Mother’s Day is an opportunity to reflect on the love that our Moms have shown to us throughout our lifetimes. Parenting is a daunting task. Everyone is an expert on childrearing until they have their own children. Each of our parents did the best they could with what they knew. I was blessed to have the mom that God gave me. She is kind, generous and loving. She helped mold my mind and heart. I think of her every day. Take some time today to remember 5 lessons that you learned from your mom. Here are 5 that I learned from my Mom out the many I could share.
1. Love all your children the same.
I was blessed to grow up with 5 siblings at our home. Not once do I remember my Mom showing favoritism. She would always say, “I love you all the same.” And she did. This didn’t mean that we always had the same amount of treats or privileges. Things like age and obedience should be factored in to the equation. However, these differences were never a matter of favoritism or a difference in love.
As a Biblical counselor, I have seen the destruction first-hand that comes from favoritism in families. The story of Joseph in the Bible should serve as enough proof. It clearly demonstrates the frustration, anger and politics that favoritism creates. Some children will be more like you while others are more like your spouse. Some will be high maintenance and others low maintenance. Some will have personalities that fit will with yours and others may rub you the wrong way. Some will be more obedient while others are more obstinate. Nevertheless, love your children the same and make sure they all know it.
2. Don’t make fun of people.
In our house we were not allowed to make fun of others. Making fun of someone’s race, size, mental capacity, looks, etc. was a sure way to get in trouble. Getting a laugh at someone else’s expense was frowned upon and corrected. There will always be people different from you. Learn to be a cheerleader of the struggling. Lift up those who are fallen. Love the unlovable. Help others to laugh, but not at the expense of someone else. Be secure in yourself and you won’t feel the need to tear others down.
3. Choices have consequences.
I thank God for a Mom who disciplined me when I broke boundaries. Every child needs parents who teach them that choices have consequences. There is a cause and effect in life. My mom taught me that if I chose to disobey there was a consequence to my disobedience. If I wasn’t home on time – consequence. If I didn’t do my schoolwork – consequence. If I didn’t do my chores – consequence. If I chose to talk back, you got it, there was a consequence.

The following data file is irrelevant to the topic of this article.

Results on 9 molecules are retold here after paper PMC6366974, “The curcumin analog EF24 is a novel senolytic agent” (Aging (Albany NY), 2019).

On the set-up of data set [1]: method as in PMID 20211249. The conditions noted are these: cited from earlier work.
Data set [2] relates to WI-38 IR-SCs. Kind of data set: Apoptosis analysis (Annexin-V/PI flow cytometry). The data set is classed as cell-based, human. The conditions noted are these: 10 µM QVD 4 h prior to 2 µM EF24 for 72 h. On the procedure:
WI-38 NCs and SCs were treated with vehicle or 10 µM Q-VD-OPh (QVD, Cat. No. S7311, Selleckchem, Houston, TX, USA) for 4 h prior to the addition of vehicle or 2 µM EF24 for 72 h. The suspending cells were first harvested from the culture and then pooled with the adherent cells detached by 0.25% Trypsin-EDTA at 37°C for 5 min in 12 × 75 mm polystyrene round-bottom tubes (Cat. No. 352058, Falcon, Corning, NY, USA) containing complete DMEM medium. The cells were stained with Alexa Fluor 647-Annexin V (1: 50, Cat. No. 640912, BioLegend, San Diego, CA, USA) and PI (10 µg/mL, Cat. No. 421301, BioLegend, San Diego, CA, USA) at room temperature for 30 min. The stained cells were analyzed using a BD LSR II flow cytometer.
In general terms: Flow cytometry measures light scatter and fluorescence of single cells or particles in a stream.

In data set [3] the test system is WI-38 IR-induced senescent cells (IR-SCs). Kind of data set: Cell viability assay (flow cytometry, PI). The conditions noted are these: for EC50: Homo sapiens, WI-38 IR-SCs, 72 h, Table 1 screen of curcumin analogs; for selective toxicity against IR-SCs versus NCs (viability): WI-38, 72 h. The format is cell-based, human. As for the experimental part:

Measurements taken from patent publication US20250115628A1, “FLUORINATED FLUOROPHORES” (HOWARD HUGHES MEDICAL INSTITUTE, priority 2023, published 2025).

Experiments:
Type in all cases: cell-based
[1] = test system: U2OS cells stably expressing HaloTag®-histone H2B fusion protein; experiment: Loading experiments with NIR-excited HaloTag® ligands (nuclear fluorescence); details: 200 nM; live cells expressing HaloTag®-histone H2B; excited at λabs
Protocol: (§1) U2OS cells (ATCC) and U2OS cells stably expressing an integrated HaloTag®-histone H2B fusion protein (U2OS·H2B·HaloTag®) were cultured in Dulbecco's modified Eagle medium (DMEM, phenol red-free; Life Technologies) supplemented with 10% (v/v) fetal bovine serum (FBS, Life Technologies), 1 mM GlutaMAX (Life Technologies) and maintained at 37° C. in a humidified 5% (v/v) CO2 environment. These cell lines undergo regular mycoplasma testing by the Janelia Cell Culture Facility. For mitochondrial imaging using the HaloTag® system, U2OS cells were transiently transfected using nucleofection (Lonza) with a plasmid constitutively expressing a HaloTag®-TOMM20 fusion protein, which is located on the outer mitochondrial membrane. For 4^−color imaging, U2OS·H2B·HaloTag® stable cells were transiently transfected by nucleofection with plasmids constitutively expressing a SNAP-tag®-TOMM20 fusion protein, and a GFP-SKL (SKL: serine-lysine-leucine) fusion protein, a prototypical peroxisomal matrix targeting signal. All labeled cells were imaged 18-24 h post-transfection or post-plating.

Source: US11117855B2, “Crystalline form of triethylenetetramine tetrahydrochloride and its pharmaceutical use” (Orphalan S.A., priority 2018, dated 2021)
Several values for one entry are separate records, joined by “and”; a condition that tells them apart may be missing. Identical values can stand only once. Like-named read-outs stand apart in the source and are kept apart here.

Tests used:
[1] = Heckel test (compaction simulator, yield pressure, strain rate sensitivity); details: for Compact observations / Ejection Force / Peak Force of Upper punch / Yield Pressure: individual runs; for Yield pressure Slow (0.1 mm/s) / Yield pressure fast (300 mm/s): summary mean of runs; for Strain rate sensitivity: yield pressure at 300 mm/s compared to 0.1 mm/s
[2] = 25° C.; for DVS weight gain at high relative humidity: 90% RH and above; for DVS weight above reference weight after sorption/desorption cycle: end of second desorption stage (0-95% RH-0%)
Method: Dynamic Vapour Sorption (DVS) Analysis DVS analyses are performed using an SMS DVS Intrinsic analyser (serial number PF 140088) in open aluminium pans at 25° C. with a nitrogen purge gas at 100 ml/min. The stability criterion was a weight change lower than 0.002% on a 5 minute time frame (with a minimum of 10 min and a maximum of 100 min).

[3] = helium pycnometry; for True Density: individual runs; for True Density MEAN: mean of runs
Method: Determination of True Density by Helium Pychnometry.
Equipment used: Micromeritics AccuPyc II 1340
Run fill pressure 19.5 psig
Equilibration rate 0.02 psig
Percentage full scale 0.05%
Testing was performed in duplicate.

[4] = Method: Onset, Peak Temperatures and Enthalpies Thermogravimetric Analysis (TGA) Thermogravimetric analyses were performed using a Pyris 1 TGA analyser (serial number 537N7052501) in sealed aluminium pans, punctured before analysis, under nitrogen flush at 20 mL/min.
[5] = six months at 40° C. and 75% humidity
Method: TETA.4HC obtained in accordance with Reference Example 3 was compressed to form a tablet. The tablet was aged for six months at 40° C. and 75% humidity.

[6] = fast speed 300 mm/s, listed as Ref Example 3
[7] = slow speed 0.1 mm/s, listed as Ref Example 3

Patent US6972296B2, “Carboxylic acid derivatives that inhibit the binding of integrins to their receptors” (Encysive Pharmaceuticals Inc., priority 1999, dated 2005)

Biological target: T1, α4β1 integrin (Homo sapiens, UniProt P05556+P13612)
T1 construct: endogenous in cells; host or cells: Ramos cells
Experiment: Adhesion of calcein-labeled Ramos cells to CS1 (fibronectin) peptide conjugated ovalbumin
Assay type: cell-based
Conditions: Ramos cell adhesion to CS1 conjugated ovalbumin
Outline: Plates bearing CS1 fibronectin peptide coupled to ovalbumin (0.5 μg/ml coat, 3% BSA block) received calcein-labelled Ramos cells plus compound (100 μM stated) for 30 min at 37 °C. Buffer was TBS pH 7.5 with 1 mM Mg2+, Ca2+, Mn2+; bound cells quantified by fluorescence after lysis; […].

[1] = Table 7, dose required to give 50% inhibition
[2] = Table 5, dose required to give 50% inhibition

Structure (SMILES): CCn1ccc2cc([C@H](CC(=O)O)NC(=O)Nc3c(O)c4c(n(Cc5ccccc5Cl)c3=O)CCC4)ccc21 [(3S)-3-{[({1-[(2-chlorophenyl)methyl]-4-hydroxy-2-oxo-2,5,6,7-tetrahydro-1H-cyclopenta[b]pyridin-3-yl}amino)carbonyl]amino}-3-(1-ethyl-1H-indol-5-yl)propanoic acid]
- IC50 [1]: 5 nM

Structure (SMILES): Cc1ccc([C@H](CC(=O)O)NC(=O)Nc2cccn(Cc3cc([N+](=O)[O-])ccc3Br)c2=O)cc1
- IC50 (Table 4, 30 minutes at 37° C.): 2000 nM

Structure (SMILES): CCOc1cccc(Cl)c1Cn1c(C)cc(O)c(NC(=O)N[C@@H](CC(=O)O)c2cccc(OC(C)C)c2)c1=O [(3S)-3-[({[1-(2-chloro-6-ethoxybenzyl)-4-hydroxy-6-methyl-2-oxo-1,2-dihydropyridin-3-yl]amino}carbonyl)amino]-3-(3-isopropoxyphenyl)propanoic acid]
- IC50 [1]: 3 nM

Parents do their children a huge disservice when they shield their children from the consequences of their choices. Impose consequences that are equal to the transgression. Teach your children this truth daily. Help them to know the pain of bad decisions in the safety of your home before they are on their own. The power to choose comes with a great responsibility. You can choose your actions, but you can’t choose your consequences.
4. Learn from the mistakes of others.
My mom wanted us to learn from her mistakes. Like most parents, she wanted her children to have a better life than she did. She would always encourage us, sometimes with tears, to not make the same mistakes. We often heard her pray that God would protect us from her bad choices in the past and help us not to make the same ones in the future. Why is it that we so easily transfer our bad habits to those around us? Unfortunately, some children become a combination of the worst attributes of their parents.
Beg God that He would help your children to learn from your mistakes. Be open with your children and teach them how to make better decisions. Beg them to be smarter and wiser than you were and learn from your mistakes and experience. Get victory in your own life so you can teach them how to have victory in theirs. They are made of the same stuff you are and will struggle with many of the same thoughts and feelings. Be present and engaged in their lives to help them navigate the dangerous waters of life.
5. Have compassion.
Compassion is a worthy virtue. It changes the way you see the world. My mom taught me to enter the lives of others. She didn’t just see life as a series of sterile events, but as people living with thoughts, feelings, fears and hopes. She taught me to think about how others are thinking and feeling. Life did not revolve around me. There were other people in the world and they needed someone to care about them and their situation.
Do you have compassion? Can you put yourself in other people’s shoes? Jesus looked on the multitudes and was moved with compassion. True compassion not only changes how we see the world, but also how we interact with the world. Show compassion today.
Take a moment and share a life lesson that your mother taught you in the comments below.